oru.sePublications
Change search
Link to record
Permanent link

Direct link
BETA
Andershed, Anna-KarinORCID iD iconorcid.org/0000-0003-3981-0353
Alternative names
Publications (10 of 84) Show all publications
Andershed, A.-K. & Andershed, H. (2019). Risk- och skyddsfaktorer förnormbrytande beteende bland unga: Att använda teori och forskning i praktiken. Stockholm: Socialstyrelsen
Open this publication in new window or tab >>Risk- och skyddsfaktorer förnormbrytande beteende bland unga: Att använda teori och forskning i praktiken
2019 (Swedish)Report (Refereed)
Place, publisher, year, edition, pages
Stockholm: Socialstyrelsen, 2019. p. 56
Series
Underlag till Socialstyrelsens kunskapsstöd kring barn och unga som begår brott
National Category
Psychology (excluding Applied Psychology) Social Work Other Social Sciences not elsewhere specified
Research subject
Criminology; Psychology
Identifiers
urn:nbn:se:oru:diva-78061 (URN)
Note

Denna skrift utgör en del av underlaget till Socialstyrelsens kunskapsstöd kring barn och unga som begår brott. Refereras som Andershed, A-K. & Andershed, H. (2019). Risk- och skyddsfaktorer för normbrytande beteende bland unga: Att använda teori och forskning i praktiken. I Barn och unga som begår brott eller riskerar att begå brott. Kunskapsstöd för socialtjänsten om att identifiera, utreda och bedöma behov. Stockholm: Socialstyrelsen.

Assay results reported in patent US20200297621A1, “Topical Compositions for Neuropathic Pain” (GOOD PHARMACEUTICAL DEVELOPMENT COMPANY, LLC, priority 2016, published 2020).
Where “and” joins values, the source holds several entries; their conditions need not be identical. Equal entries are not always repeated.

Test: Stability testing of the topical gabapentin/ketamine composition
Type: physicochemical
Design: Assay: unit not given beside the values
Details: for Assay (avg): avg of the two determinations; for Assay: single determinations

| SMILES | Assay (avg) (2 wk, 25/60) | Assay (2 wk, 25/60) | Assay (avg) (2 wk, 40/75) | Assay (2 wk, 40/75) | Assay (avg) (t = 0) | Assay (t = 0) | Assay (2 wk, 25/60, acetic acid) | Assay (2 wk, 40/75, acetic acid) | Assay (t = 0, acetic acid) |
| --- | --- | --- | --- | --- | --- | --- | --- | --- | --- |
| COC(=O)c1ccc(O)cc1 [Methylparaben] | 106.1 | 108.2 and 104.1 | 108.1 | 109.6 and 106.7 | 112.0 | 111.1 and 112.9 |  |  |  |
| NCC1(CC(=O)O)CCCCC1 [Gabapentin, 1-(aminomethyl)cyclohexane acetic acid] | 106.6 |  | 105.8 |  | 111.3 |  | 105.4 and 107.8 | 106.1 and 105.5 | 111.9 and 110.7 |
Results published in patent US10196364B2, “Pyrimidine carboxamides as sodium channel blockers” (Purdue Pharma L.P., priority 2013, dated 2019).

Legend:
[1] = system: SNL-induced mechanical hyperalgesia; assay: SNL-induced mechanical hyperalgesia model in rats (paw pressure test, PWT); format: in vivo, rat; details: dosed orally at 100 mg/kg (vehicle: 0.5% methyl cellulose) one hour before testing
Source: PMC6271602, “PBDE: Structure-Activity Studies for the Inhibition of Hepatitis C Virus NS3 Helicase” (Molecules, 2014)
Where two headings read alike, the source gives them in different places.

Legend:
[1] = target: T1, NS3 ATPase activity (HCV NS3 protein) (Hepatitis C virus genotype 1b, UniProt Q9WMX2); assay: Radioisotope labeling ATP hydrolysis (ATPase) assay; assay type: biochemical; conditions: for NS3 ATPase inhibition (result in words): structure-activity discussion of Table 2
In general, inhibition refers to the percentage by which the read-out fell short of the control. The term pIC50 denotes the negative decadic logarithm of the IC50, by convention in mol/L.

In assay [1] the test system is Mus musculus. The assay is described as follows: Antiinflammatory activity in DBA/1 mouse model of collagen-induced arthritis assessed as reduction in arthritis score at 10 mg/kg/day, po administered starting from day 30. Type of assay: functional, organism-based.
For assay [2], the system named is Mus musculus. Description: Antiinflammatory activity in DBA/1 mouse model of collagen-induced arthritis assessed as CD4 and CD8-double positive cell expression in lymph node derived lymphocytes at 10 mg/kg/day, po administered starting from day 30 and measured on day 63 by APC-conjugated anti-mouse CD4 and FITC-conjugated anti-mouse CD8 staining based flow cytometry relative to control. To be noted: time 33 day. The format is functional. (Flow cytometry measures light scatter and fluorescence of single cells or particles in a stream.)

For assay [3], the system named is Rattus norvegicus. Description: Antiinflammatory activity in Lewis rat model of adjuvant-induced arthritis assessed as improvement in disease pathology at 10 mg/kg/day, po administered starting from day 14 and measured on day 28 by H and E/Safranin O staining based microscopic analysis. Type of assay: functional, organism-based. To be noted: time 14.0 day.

Available from: 2019-11-25 Created: 2019-11-25 Last updated: 2019-11-25Bibliographically approved
Vrettou, M., Nilsson, K. W., Tuvblad, C., Rehn, M., Åslund, C., Andershed, A.-K., . . . Comasco, E. (2019). VGLUT2 rs2290045 genotype moderates environmental sensitivity to alcohol-related problems in three samples of youths. European Child and Adolescent Psychiatry, 28(10), 1329-1340